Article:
UK Authorities Public Session on Banning Commerce in Non-Elephant Ivory
The UK Authorities is holding a public session regarding a proposed extension to the ban on the commerce in ivory and ivory merchandise. The extension would cowl merchandise constructed from ‘non-elephant ivory’, together with hippopotamus, narwhal, killer whale, sperm whale and walrus.
The 2018 Ivory Act is touted by the federal government as one of many ‘hardest on the planet’, and, when introduced into impact, will ban the sale, buy or rent of all gadgets product of, or containing elephant ivory, no matter their age. The ban will apply to the home commerce and all business UK imports and exports.
The general public session is gathering proof as as to whether or not extending the ban is justified, with three attainable outcomes to the session:
- Choice 1 – Lengthen the Act to hippopotamus ivory.
- Choice 2 – Lengthen the Act to ivory from 5 CITES-listed species (hippopotamus, narwhal, killer whale, sperm whale and walrus).
- Choice 3 – Do nothing and proceed to use present worldwide and home conservation guidelines.
Elephant ivory has by far and away the most important worth internationally; considered value as a lot as US$1billion per yr till it was outlawed by the Conference on Worldwide Commerce in Endangered Species of Wild Fauna and Flora (CITES) in 1989. Since then, the commerce has continued illegally, with some international locations pushing for the ban to be lifted, whereas the inhabitants of African and Asian elephants decimated, and endangered, in line with the IUCN Purple Listing – critically, within the case of the African Forest Elephant.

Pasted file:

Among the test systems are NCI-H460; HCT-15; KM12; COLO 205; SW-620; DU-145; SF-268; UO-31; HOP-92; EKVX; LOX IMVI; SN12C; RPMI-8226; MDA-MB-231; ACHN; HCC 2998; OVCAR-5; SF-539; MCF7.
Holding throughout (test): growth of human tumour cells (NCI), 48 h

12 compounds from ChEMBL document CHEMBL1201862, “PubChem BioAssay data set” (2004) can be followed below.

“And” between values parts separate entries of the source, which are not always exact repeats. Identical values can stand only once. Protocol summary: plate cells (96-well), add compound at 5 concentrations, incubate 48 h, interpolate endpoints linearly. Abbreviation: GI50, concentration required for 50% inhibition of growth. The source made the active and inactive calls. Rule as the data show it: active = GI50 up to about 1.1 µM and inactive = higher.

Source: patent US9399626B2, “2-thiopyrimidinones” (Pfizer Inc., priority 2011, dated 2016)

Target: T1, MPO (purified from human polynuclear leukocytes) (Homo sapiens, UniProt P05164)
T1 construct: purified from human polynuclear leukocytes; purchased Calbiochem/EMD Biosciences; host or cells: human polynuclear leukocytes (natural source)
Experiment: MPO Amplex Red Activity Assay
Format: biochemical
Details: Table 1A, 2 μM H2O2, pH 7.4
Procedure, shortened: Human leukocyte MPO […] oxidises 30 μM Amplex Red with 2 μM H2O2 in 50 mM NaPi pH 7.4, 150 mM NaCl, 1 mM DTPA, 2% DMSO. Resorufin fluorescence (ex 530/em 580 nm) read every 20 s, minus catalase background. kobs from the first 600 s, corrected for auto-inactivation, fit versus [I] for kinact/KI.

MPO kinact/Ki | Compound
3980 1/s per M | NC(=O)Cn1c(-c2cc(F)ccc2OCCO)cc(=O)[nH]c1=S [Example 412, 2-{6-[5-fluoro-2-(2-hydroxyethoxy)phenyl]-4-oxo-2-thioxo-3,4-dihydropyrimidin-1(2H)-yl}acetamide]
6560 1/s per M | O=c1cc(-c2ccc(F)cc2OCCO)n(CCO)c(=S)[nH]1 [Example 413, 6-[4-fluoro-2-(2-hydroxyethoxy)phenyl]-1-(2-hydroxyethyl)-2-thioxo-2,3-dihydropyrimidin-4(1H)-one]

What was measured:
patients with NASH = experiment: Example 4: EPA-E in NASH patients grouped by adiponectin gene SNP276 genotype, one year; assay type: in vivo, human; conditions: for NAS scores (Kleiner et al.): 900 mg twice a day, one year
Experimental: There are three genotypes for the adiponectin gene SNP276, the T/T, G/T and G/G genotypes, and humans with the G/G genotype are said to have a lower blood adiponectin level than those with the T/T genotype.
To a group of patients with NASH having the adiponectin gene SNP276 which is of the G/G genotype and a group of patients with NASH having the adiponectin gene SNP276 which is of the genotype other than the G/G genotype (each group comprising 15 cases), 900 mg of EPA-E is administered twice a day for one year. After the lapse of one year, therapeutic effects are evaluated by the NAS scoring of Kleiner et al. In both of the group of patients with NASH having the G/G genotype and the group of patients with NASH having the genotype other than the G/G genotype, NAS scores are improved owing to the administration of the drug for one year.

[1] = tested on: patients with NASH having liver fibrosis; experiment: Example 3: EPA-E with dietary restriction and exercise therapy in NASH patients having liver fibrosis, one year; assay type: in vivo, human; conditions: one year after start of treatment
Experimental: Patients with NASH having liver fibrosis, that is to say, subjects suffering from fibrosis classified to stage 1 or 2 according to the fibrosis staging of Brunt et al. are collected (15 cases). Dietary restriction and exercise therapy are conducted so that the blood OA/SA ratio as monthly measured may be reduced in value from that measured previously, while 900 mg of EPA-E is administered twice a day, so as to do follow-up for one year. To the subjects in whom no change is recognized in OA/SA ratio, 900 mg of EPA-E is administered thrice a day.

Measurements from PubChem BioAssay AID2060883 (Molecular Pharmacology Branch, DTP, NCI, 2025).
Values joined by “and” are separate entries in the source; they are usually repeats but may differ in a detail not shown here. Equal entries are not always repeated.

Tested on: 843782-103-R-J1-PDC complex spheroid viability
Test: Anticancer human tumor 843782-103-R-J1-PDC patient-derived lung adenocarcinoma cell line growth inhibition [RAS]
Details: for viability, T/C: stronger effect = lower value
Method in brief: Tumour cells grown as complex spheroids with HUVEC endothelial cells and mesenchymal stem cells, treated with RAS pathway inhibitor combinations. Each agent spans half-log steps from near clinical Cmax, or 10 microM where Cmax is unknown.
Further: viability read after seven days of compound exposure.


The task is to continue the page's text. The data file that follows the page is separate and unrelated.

The commerce in non-elephant ivory could be very a lot decrease, with fewer than 100 gadgets of non-elephant ivory imported into the UK between 2009-2019, and a complete of 1389 auction-house trades occurring between 2013-2019.
Of species included within the non-ivory commerce, hippopotamus represents the best bulk, and commerce in hippopotamus ivory represents a ‘key risk’ to their populations.
The consultation document also notes that species akin to narwhales and walrus are legally and sustainably hunted by the indigenous peoples of Alaska, Canada and Greenland, and the secondary commerce in tusks from these animals – both entire, or carved into ornamental items or musical devices.
Nonetheless, because the session doc concludes in its introduction, ‘Regardless of the low ranges of recognized business dealing in these ivories it’s clear that there’s a market within the UK, each authorized and unlawful, for the commerce in all of those species. Such markets could also be contributing to the attract of ivory from these species or could also be getting used to facilitate unlawful commerce.’
You’ll be able to add to the session on the UK’s Citizen Space Consultation Hub till 11 September 2021.